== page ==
Main Course




  • 3 pounds rabbit, dressed and cut into serving pieces
  • salt and pepper, for you to taste
  • 1/2 cup flour
  • 1/3 pound bacon, diced
  • 5 shallots or 1 red onion, diced
  • 2 or 3 cloves garlic, minced
  • 1/4 cup cognac or maybe brandy
  • 1 1/2 cups beef broth
  • 1 cup red wine
  • 1 lemon, sliced 1/4-inch rounds
  • 1 sprig unique thyme
  • 1 small sprig fresh rosemary
  • 4 whole allspice berries
  • 3 juniper berries
  • 2 whole cloves
  • 1 bay leaf
  • salt and pepper, to taste
  • 1 tablespoon currant or grape jelly
  • 2 tablespoons butter
  • 1/4 cup flour
  • Directions

    1. Season a rabbit with salt and pepper. Position the flour in a large bowl in addition to add the rabbit to the dish, tossing the pieces to be able to coat them with the flour.
    2. Shake journey excess flour and set the floured rabbit pieces aside.
    3. Add the bread to a large pot over medium-high heat and saut to make its fat, 3-4 minutes. Add some shallots or onion and fresh garlic and saut until translucent and cooked through but not browned. Take off the bacon and shallots or vegetables to a bowl and set apart. Reserve some of the bacon excess fat in the pot.
    4. Add more oil to your pot if necessary and returning the pot to medium-high flame. Brown the rabbit one or two pieces at a time on every side and set aside.
    5. Reduce heat for you to medium, and carefully add the cognac and also brandy (it may flame up).
    6. Cook until finally its volume is reduced by about half.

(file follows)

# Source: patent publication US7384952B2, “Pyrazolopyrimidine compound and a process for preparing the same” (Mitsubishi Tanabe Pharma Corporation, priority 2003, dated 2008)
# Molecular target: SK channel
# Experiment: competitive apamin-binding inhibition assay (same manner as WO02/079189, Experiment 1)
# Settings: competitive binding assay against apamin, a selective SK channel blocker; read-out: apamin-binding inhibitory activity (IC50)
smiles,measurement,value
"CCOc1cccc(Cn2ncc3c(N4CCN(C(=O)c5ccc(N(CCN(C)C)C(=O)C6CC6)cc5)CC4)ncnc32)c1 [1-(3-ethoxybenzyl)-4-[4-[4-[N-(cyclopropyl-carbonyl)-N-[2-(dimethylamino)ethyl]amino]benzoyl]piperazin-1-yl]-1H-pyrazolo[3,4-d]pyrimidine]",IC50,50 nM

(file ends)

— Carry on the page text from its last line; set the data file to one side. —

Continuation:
Return your rabbit pieces to the box and add the broth, homemade wine, lemons, thyme, rosemary, allspice, juniper berries, cloves, bay leaf, salt and pepper. Bring to a steam then reduce heat so that you can low and simmer, covered, for about 1 to 1 1/2 hours.
    7. While bunny is cooking, knead the butter and flour together with your fingers to create a smooth dough. You will use this unique to thicken the spices.
    8. When the rabbit is cooked properly through and tender, eliminate it to a serving dish. Force the sauce through a fine sieve, discarding the colors. Stir the reserved sausage and shallots or onion back into the sauce. Add more stock and also water if necessary to make about 2 cups.
    9. Return sauce to a cook on the stove and whisk a small piece of the butter and flour mixture into the sauce as well as return to a simmer. Keep whisking pieces into the sauce until it reaches a nice structure. Adjust seasoning, pour the particular sauce over the rabbit as well as serve.
    10. If you can’t get or don’t have juniper all berries, substitute gin for the cognac. Gin gets it is flavor from juniper berries.
    11. Vinegar is oftentimes used instead of the lemon to include a sour tang to the dish.

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